Order of Events at a Wedding ReceptionGetting the order of events at a wedding reception right is important. It is one of the most fun and memorable parts of any wedding celebration, and it is likely the part that most of your guests are looking forward to. Everything in the reception is a whole load of fun from the drinks to the dancing and especially the food. However, it is important that you have a really great plan of action put together. You need to fit all of your events into place and still leave plenty of time for mingling, so preparation is very crucial.

Below, you will find a very complete list of the order of events at your wedding reception along with some tips and descriptions to help you understand everything. Though many couples choose to modify their wedding reception to meet their own personal taste, this list should help get you on the right track and ensure you have an unforgettable day.

An Outline of the Order of Events at a Wedding Reception

Though your wedding timeline will vary, here is a good basic order of events a wedding reception. It should serve as a good outline for your real plan.

The First Dance

Many couples choose to do their first dance right after they are announced and make their entrance into the reception hall, but some couples choose to wait until after the dinner and speeches have concluded.

Father/Daughter Dance

This is typically the first dance to follow the first dance and consists of the bride dancing with her own father.

Mother/Son Dance

This dance typically follows the father/daughter dance and consists of the groom dancing with his own mother. Optionally, you can do it at the same time as the father/daughter dance, but this is less common.

The “Welcome” Toast

The toast that welcomes all the guests and thanks them for coming to the wedding. Typically, this toast is given by the father of the bride or by the bride and groom; but sometimes it’s both or a series of short toasts.

First Course

The first portion of the meal is served, typically a salad or an appetizer.

Bridal Party Toasts

The maid of honor gives her toast, followed by a toast from the best man. Other bridal party members may choose to give toasts as well, but it’s a good idea to keep things short.

Main Course

The second portion of the meal is served, which is almost always the main course. Unless you are planning an exotic wedding menu, this always comes second.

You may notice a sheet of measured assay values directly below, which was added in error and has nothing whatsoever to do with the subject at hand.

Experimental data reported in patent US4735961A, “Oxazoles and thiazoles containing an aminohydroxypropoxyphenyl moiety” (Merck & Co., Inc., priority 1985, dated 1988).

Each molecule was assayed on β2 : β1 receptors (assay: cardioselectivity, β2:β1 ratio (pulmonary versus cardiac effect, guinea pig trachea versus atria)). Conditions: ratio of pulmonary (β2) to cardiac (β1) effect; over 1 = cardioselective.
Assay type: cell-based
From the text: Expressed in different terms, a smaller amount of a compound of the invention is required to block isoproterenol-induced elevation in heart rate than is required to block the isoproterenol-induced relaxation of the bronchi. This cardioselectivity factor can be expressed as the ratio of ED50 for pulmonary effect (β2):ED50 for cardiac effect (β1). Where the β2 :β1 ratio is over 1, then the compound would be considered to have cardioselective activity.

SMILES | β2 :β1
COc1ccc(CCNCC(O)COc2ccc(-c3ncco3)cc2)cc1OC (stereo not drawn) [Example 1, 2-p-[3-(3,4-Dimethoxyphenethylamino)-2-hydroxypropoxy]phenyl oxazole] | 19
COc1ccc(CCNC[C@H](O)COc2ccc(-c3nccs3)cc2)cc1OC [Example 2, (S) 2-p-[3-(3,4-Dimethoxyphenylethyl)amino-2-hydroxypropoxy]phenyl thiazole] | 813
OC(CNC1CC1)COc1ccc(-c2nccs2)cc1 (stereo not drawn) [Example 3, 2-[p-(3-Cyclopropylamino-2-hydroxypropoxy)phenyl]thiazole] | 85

Newlywed Toast

The bride and groom give a toast to each, their parent, or whoever they choose. This is optional, but it is traditionally included.


This is when the guests are all invited to dance and the dance floor is officially opened up for the main party to start.

Cake Cutting Ceremony

This is where the couple cuts their wedding cake together, and usually both the bride and groom end up with cake mashed into their faces. Sometimes couples use wedding cake sparklers to make this part more exciting. The rest of the cake is usually cut by the catering team and passed out about two hours from the end of the reception. Some couples serve their cake immediately after the main course, but it is best to let everyone digest for a bit while dancing.

Bouquet Toss

This is where the bride throws her bouquet to all the unmarried female guests. Whoever catches the bouquet is said to have romance in the near future.

Garter Toss

This is where the groom removes the bride’s garter belt, typically with his teeth, and tosses it to all the unmarried male guests. This is a similar tradition to the bouquet toss except it’s for the guys.

Evening Snacks

Though completely optional, offering a late night snack to your guests has recently become a very popular trend. Usually these are just bite-sized appetizers meant to satisfy the hunger generated by “busting a move” on the dance floor.

Farewell Line

This is where everyone lines up alongside the main exit and the bride and groom make their way to the limousine or other getaway car. Usually, the guests will have sparklers, ribbons, bubbles, or some other type of favor to make the experience more memorable. Guests should get into place five or ten minutes before the couple says “farewell” and heads off to their honeymoon.